Tana French’s police procedurals are compelling, atmospheric, and stylistically complex.  They’re moody pieces of crime fiction, rather than mysteries–some mysteries never get solved in her books, loose ends are left dangling.  I’d also classify the Dublin Murder Squad books as psychological suspense.  French delivers that delicious blend of mystery and suspense and atmosphere that makes crime fiction the fabulous genre that it is.

I also love French’s unflinching and honest depiction of Ireland and the Irish, of the society and its tensions.  Her Ireland is not sentimental.  It’s an Ireland full of a sense of history (recent and not), and a sense of national identity.  She gives a lot of evocative attention to the beauty of the landscape and the weather, but also pays attention to the undercurrents of society, government, and community.

If you enjoy character-driven fiction with an absorbing sense of place, believable and unique character voices, and well-constructed mysteries, do give the Dublin Murder Squad a try.  You also might like French’s work if you enjoy Kate Atkinson, S.J. Bolton, or Gillian Flynn.  While every Dublin Murder Squad novel features a different narrator and a new situation, the world is steadily built and characters grow as the books go on.  So do start with In The Woods and then go on from there.

When I’m done, though.  Don’t sneak the later ones out from under me. I’m warning you. I’m the librarian.  I’ll know.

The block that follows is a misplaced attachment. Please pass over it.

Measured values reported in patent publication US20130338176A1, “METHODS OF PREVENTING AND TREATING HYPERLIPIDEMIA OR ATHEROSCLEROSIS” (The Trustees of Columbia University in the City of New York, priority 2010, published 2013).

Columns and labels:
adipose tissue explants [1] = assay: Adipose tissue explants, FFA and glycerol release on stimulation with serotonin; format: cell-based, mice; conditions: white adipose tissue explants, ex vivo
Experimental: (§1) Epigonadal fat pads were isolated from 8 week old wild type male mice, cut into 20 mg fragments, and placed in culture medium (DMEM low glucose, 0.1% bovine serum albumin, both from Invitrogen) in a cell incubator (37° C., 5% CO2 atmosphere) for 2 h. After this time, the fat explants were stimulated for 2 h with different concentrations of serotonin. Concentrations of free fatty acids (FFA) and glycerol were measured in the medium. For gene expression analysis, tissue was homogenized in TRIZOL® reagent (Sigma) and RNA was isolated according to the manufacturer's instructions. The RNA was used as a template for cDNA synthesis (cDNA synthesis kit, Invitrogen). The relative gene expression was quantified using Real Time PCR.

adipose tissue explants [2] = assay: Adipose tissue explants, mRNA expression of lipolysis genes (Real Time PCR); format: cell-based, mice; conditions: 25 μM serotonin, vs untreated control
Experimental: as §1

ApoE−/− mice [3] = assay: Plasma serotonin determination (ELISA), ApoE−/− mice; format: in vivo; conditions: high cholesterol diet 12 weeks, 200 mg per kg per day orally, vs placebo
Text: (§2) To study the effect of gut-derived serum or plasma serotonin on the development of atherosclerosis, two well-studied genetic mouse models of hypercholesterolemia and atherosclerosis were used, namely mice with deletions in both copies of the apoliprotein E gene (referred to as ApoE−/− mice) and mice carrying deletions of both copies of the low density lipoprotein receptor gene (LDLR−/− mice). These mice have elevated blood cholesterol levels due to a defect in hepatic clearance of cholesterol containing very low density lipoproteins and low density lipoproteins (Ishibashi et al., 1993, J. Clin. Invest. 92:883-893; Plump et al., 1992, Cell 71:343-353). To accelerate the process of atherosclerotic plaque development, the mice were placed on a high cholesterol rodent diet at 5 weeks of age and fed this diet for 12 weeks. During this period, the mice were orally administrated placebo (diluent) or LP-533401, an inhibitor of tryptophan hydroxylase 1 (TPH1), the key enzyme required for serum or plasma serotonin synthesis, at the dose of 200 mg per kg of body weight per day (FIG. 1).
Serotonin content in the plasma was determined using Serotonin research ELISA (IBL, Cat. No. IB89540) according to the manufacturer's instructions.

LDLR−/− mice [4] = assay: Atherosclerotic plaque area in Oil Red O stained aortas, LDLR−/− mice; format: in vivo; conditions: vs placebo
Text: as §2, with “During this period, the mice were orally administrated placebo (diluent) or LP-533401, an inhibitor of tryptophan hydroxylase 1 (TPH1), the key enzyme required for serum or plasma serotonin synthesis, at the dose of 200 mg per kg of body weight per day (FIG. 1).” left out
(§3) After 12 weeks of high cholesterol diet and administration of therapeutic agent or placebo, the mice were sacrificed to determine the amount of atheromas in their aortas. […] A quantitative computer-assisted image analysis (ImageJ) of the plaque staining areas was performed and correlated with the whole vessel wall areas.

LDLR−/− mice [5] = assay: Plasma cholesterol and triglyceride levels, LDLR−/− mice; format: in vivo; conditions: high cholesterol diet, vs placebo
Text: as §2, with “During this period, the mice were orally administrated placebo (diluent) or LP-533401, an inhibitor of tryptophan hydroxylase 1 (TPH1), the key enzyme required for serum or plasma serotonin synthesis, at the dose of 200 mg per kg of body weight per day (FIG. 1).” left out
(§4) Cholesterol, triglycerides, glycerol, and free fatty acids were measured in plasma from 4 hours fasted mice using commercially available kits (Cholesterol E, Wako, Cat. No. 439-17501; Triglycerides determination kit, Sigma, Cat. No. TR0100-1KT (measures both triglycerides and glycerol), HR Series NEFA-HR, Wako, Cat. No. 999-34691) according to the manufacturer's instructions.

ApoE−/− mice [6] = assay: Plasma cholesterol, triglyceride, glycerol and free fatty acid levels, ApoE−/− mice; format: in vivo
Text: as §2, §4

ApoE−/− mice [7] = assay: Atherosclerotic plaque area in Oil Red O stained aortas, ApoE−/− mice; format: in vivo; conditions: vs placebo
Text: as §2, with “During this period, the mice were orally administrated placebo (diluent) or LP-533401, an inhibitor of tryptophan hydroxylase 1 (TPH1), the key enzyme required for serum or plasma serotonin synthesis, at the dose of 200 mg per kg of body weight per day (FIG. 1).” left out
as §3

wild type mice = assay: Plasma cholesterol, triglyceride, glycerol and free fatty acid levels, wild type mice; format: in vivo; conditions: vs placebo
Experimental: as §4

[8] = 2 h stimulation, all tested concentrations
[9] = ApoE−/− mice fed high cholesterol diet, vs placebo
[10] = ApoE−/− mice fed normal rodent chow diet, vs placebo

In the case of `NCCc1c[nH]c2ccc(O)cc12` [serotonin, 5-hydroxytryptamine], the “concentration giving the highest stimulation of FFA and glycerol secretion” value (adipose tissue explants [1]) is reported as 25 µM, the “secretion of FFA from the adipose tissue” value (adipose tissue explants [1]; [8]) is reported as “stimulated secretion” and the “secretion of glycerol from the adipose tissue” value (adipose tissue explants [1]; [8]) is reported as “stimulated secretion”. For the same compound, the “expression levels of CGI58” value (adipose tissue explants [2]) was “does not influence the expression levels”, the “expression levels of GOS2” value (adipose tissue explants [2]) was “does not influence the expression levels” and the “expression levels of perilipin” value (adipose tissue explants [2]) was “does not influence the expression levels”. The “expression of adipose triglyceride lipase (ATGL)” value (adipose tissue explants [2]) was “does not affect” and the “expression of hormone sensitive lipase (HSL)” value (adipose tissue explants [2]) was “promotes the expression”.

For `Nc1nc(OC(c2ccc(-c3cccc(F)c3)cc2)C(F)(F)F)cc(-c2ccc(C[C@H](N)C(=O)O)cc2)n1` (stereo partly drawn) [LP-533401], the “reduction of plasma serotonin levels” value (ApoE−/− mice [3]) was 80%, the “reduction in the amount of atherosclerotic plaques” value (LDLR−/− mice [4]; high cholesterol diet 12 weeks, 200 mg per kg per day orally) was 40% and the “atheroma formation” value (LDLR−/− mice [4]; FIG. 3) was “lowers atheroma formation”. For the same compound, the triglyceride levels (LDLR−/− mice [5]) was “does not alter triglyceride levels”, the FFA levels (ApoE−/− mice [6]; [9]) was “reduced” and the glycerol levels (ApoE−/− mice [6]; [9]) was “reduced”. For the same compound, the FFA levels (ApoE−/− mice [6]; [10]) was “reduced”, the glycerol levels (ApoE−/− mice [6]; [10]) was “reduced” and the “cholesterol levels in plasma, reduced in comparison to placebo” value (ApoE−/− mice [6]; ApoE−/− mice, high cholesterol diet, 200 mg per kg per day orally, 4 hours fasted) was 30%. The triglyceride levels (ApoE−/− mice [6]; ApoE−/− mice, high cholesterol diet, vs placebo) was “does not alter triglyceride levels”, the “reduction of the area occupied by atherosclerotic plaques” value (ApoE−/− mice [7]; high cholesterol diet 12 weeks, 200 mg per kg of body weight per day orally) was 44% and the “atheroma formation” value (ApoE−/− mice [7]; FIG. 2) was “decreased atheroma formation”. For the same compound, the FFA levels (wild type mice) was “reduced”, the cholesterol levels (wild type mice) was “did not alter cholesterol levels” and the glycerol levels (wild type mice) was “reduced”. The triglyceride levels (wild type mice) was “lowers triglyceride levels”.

Marie’s Reading: “The Girl on the Train” by Paula Hawkins

Girl-on-the-TrainWithin the first few pages of The Girl on the Train by Paula Hawkins, we learn that our primary narrator regularly gets drunk on the train and has made up names and life stories for a couple whose house she watches out the window at a regular stop.

Yes, I thought to myself.  Totally off her nut.  This is going to be a great story!  Yes!

I wasn’t wrong.

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“The Missing” by Sarah Langan

the missing

Here’s my capsule review of Sarah Langan’s The Missing: I had to put the book down when bedtime approached and read Terry Pratchett’s Small Gods before sleeping just so I wouldn’t drift off with bad images in my head.  Which, as you all know, means a quality piece of horror fiction.

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Marie’s Reading: Everything by Jennifer McMahon

jennifer mcmahonLiterally.  I have done what I set out to do, and have read every book by Jennifer McMahon.

I regret nothing.

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Marie’s Reading: “The Uninvited” by Liz Jensen